FTB Penalties at Every Turn

Can anyone keep track of all the different California Franchise Tax Board (FTB) fees and penalties? If you owe taxes, you’ve got to keep an eye on them, or your tax liability can quickly get out of hand. At a minimum, you should know that they exist.

The most obvious penalties are the “late filing penalty” and the “late payment penalty.” The late filing penalty is imposed for filing after April 15th, or after the extended due date, as the case may be. The amount of this penalty is 25 percent of the amount due. The late payment penalty is assessed if the full tax on the return is not paid by the original due date. The penalty is 5 percent of the amount that was not paid, plus .5 percent monthly, until it is paid (subject to a 25 percent maximum).

Other common penalties include the “estimated tax penalty” and the “demand to file penalty.” Obviously if you are required to make estimated tax payments and you either don’t pay in full or pay late, you’ll be subject to the estimated tax penalty. The demand to file penalty is almost what you’d think. If FTB sends you a letter demanding that you file a certain tax return, or provide certain information, and you disregard it, they will impose a 25 percent penalty. The catch is that they figure the penalty based on the FTB’s assessment before applying any payments or credits (not your own return), which sometimes has seemingly unfair results. Where else might you owe penalties and interest even if your tax return shows that a refund is due? Not with the IRS, that’s for sure.  The IRS does not typically care if you file a return if that return is going to result in a refund.

I do understand the rationale of requiring a return, even if reported income and withholding information suggests that no tax would be due. The reasoning is that the FTB simply wants the taxpayer to certify (by filing a return) that there is no additional income or taxable events that may have not been reported by third parties.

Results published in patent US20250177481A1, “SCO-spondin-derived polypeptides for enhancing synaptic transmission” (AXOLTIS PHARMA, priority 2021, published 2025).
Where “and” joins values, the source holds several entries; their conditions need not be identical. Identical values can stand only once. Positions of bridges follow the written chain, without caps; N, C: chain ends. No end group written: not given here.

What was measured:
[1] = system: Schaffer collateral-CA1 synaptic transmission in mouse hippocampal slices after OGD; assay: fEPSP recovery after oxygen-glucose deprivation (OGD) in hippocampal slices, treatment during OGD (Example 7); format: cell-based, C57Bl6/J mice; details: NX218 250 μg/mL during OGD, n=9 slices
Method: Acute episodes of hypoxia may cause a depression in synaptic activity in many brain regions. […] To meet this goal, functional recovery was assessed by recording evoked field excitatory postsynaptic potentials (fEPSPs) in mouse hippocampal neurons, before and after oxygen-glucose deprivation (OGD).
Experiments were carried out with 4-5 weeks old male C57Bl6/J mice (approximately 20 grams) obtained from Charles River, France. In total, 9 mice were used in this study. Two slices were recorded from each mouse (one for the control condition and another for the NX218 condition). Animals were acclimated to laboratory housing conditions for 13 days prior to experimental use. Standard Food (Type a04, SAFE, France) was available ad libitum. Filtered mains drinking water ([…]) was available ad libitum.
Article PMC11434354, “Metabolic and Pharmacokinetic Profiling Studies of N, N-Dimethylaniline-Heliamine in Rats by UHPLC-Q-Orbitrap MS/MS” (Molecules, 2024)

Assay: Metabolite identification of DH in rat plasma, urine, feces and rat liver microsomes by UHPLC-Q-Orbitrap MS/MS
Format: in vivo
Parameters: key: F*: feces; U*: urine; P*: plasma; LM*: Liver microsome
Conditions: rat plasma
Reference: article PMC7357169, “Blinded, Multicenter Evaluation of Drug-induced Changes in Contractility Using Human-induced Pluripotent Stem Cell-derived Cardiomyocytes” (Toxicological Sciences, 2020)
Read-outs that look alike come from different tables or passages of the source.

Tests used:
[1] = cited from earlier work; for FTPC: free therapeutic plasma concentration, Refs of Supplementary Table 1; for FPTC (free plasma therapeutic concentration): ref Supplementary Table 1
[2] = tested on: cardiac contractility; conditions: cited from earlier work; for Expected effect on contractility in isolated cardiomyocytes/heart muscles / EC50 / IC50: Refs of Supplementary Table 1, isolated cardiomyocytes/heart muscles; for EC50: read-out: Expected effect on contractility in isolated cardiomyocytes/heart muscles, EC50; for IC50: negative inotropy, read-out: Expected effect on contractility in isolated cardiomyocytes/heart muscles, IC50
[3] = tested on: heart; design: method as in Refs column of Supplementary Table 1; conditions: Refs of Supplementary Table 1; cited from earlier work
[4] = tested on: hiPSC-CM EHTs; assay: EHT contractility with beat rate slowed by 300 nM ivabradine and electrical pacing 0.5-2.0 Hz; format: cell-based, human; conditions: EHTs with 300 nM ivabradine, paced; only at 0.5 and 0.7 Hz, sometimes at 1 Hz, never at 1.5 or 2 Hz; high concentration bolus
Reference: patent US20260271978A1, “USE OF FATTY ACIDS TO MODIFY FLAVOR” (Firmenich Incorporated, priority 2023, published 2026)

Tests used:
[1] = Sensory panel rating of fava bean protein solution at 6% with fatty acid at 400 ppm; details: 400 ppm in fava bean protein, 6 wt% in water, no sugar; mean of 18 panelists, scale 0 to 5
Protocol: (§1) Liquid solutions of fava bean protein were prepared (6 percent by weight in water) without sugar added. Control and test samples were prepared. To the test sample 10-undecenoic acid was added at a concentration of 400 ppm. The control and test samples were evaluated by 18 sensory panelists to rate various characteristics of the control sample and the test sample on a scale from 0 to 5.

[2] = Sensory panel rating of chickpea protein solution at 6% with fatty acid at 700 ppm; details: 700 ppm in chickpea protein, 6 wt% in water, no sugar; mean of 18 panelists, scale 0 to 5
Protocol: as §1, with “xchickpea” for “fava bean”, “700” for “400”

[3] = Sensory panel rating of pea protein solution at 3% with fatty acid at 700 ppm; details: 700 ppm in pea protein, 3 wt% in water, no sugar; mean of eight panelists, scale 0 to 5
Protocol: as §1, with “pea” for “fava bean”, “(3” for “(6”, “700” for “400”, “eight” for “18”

There are also a number of “cost recovery fees” that could be imposed by FTB that drive up the balance of a tax bill. FTB charges a fee if your account is assigned to filing enforcement or to collections. There are also fees associated with filing a tax lien or seizing and selling property. You can read all about FTB collection procedures in publication 1140.

2014 National Taxpayer Advocate Report

It’s a little bit (ok, a lot bit) frustrating reading the National Taxpayer Advocate’s annual report to congress that was released today.  Of course my frustration is with the IRS, not the Taxpayer Advocate.  It’s pretty much the same report year after year.  The IRS is severely understaffed and underfunded, and its employees are less than qualified.  The level of service is reaching abysmal levels and still dropping.

This year the Taxpayer Advocate applauded the IRS for adopting a Taxpayer Bill or Rights administratively, but is still pushing for it to be enacted legislatively so that it really has some “teeth” and so that it becomes a permanent fixture that encourages voluntary compliance.

One point that evokes an abundance of frustration for me is the “absence of studies to determine whether existing penalties promote voluntary compliance.”  What this means in plain English is that the IRS has been punishing Americans with penalties as long as anyone now alive can remember, but the IRS has done relatively little to determine if these penalties actually work.  This is the functional equivalent of building a castle on sand or on an active volcano.  And if you think this is a minor problem, you’ve probably never had a tax debt that has tripled in size due to penalties and interest.  Furthermore, you’re probably unaware of this little factoid:

The number of provisions in the Internal Revenue Code that either authorize or require the IRS to impose penalties has ballooned from 14 in 1955 to over 170 today.

A penalty is considered effective if it promotes voluntary compliance.  In other words, a penalty (or all the tax penalties combined) should cause taxpayers who are on the fence about paying to decide that they will pay voluntarily rather than expose themselves to IRS enforced collections.  And the IRS needs to strike the right balance: not too severe and not too light.  That’s not an easy task, but the IRS does not appear to be taking it very seriously, according to the Taxpayer Advocate.  Ever heard of the IRS Office of Service-wide Penalties?  Of course you haven’t because it’s a 6-man operation tucked neatly out of sight that hasn’t answered to Congress in over 20 years.